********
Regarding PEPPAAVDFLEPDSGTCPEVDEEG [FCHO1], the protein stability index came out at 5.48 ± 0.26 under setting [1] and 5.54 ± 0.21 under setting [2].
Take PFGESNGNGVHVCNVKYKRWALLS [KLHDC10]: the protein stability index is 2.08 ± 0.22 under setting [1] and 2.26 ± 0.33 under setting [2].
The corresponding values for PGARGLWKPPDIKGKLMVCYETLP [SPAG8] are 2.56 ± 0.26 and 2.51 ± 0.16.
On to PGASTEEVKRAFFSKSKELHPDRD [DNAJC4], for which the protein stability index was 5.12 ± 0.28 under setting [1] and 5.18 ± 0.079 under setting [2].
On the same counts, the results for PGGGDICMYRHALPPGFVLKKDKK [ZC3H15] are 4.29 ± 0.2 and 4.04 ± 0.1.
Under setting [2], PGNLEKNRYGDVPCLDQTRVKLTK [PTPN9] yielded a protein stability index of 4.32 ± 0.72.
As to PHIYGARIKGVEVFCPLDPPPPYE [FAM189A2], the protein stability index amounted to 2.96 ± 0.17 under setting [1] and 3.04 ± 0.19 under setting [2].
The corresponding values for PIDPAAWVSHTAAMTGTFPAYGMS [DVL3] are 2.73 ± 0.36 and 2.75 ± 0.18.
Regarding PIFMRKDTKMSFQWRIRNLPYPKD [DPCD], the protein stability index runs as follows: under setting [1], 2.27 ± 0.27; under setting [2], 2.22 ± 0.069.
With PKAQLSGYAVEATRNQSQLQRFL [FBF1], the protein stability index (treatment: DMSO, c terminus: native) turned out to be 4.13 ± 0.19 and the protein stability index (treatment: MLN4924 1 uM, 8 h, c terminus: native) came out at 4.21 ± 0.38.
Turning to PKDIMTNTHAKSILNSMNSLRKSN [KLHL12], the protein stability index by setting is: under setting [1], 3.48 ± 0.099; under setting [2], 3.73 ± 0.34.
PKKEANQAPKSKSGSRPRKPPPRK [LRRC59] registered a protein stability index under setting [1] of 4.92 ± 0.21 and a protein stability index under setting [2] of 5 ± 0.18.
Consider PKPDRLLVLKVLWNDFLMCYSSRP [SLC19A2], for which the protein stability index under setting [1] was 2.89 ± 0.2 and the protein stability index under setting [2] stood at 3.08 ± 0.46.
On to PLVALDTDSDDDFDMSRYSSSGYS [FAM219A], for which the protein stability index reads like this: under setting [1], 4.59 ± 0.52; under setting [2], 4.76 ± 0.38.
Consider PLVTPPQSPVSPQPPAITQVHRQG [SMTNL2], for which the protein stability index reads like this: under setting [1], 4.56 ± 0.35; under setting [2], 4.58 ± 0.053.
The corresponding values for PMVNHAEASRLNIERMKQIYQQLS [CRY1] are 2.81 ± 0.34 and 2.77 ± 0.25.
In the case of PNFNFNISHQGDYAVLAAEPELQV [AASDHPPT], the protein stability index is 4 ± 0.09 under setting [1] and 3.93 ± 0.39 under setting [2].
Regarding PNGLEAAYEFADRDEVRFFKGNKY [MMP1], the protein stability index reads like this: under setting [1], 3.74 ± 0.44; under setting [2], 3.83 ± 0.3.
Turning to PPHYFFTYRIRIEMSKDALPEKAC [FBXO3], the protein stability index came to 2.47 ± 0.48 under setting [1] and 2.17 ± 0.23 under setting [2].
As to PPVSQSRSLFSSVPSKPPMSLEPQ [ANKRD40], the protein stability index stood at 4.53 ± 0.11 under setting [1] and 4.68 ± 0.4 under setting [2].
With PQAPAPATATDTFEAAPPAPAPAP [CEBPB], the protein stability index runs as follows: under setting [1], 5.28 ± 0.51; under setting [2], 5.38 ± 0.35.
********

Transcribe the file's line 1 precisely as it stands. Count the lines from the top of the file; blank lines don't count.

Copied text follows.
Regarding PEPPAAVDFLEPDSGTCPEVDEEG [FCHO1], the protein stability index came out at 5.48 ± 0.26 under setting [1] and 5.54 ± 0.21 under setting [2].